Half population at risk from mad cow disease
Almost half of the UK population could be at risk from a new form of mad cow disease, according to the government's chief advisor.
The new strain attaches itself to a particular type of gene, carried by 47 per cent of the population, the BBC reported.
Chairman of the government's Spongiform Encephalopathy Advisory Committee Professor Chris Higgins estimated that the number of victims could be between 50 and 350.
He calculated the figure based on the 164 people who died from mad cow disease in the UK during the outbreak in the 1990s.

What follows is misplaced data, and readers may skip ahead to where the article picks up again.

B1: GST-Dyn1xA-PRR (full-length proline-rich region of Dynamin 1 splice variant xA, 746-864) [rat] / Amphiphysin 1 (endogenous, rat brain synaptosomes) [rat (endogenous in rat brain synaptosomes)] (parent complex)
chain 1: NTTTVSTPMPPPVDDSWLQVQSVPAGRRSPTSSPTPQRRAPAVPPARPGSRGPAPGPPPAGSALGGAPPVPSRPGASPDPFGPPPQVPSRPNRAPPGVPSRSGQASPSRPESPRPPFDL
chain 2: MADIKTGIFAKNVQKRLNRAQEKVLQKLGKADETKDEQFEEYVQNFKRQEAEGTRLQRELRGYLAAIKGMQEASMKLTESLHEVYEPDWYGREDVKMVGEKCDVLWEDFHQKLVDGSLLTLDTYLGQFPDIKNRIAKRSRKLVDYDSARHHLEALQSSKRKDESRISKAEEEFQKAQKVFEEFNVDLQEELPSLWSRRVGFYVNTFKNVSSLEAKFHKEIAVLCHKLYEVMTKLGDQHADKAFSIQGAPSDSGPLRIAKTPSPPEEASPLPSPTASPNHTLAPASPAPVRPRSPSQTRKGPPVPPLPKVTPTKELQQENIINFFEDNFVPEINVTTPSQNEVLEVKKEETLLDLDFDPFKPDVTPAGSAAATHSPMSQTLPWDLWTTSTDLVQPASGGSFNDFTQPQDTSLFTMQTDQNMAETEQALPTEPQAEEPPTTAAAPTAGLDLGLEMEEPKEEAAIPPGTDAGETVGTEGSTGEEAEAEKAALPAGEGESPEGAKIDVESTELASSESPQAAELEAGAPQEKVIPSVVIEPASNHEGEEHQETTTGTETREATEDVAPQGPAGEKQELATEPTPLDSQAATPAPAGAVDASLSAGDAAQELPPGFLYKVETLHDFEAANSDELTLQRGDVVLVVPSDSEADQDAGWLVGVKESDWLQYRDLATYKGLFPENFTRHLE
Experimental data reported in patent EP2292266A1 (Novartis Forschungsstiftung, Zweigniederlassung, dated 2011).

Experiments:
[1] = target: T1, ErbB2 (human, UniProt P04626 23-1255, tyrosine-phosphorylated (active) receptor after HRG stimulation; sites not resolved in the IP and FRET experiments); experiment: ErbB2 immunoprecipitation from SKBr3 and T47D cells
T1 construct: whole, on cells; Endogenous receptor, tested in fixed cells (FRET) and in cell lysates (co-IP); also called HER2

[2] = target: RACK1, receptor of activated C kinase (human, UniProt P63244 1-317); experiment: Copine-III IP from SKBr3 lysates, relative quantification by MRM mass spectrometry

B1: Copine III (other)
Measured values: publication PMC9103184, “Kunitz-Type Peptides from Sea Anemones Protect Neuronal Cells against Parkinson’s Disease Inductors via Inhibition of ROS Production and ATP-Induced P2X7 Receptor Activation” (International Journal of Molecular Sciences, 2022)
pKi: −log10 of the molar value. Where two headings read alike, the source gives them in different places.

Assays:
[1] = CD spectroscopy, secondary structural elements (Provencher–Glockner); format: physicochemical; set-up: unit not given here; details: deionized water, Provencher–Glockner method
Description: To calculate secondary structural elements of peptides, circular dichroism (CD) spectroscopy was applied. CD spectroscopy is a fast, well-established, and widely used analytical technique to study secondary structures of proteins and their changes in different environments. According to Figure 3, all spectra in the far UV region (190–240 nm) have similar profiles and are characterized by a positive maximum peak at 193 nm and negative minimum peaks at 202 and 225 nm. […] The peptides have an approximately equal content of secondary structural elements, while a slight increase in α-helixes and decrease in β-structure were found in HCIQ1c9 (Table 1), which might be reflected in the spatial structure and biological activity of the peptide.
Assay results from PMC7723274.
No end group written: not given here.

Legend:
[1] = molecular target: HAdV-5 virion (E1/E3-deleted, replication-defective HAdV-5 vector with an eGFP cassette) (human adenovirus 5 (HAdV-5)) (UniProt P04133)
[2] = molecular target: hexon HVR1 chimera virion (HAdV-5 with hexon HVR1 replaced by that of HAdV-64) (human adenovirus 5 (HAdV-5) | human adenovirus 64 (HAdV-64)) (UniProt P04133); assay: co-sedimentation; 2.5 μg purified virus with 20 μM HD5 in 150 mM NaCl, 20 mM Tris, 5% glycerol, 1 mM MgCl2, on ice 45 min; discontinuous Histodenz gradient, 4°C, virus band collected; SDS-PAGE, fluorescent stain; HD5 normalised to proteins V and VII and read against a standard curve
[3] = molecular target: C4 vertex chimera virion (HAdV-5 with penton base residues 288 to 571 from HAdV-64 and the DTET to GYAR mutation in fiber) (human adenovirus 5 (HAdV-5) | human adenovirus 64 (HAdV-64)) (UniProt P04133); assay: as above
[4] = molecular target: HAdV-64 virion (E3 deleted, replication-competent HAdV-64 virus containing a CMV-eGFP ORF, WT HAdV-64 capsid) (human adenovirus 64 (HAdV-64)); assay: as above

Professor of bacteriology at Aberdeen University Hugh Pennington told the news channel that the new version of the disease probably had not emerged yet because it was more resistant to infection.
However, people would have contracted it around the same time as the original outbreak of variant Creutzfeldt-Jakob disease.
According to the World Health Organization, most of the victims of vCJD have lived in the UK.
Symptoms start with depression and psychosis, leading to immobility, muteness and death.
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